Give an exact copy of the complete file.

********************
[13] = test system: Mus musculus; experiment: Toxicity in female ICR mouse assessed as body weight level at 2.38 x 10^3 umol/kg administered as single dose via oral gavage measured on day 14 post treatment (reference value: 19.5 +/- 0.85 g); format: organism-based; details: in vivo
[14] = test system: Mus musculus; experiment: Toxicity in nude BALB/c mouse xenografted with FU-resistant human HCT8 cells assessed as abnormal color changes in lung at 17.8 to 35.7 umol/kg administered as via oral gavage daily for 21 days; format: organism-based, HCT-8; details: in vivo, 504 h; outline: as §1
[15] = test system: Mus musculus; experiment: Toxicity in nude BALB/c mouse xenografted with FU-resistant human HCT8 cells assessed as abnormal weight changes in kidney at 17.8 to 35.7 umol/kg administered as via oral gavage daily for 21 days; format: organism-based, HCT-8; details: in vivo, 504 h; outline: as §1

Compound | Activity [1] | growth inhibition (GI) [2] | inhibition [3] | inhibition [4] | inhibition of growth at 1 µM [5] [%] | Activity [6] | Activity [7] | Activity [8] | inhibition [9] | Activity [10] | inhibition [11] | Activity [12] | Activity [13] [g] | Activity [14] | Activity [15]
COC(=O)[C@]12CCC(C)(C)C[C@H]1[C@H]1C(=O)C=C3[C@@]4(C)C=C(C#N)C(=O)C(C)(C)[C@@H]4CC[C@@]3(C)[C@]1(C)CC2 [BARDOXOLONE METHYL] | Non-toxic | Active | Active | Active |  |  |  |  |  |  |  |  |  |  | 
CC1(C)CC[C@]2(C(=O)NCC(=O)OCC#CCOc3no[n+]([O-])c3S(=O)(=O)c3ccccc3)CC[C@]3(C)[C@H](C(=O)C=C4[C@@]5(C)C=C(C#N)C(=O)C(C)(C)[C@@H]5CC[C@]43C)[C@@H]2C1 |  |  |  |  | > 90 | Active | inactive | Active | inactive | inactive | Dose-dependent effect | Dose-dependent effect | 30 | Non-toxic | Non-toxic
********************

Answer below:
[13] = test system: Mus musculus; experiment: Toxicity in female ICR mouse assessed as body weight level at 2.38 x 10^3 umol/kg administered as single dose via oral gavage measured on day 14 post treatment (reference value: 19.5 +/- 0.85 g); format: organism-based; details: in vivo
[14] = test system: Mus musculus; experiment: Toxicity in nude BALB/c mouse xenografted with FU-resistant human HCT8 cells assessed as abnormal color changes in lung at 17.8 to 35.7 umol/kg administered as via oral gavage daily for 21 days; format: organism-based, HCT-8; details: in vivo, 504 h; outline: as §1
[15] = test system: Mus musculus; experiment: Toxicity in nude BALB/c mouse xenografted with FU-resistant human HCT8 cells assessed as abnormal weight changes in kidney at 17.8 to 35.7 umol/kg administered as via oral gavage daily for 21 days; format: organism-based, HCT-8; details: in vivo, 504 h; outline: as §1

Compound | Activity [1] | growth inhibition (GI) [2] | inhibition [3] | inhibition [4] | inhibition of growth at 1 µM [5] [%] | Activity [6] | Activity [7] | Activity [8] | inhibition [9] | Activity [10] | inhibition [11] | Activity [12] | Activity [13] [g] | Activity [14] | Activity [15]
COC(=O)[C@]12CCC(C)(C)C[C@H]1[C@H]1C(=O)C=C3[C@@]4(C)C=C(C#N)C(=O)C(C)(C)[C@@H]4CC[C@@]3(C)[C@]1(C)CC2 [BARDOXOLONE METHYL] | Non-toxic | Active | Active | Active |  |  |  |  |  |  |  |  |  |  | 
CC1(C)CC[C@]2(C(=O)NCC(=O)OCC#CCOc3no[n+]([O-])c3S(=O)(=O)c3ccccc3)CC[C@]3(C)[C@H](C(=O)C=C4[C@@]5(C)C=C(C#N)C(=O)C(C)(C)[C@@H]5CC[C@]43C)[C@@H]2C1 |  |  |  |  | > 90 | Active | inactive | Active | inactive | inactive | Dose-dependent effect | Dose-dependent effect | 30 | Non-toxic | Non-toxic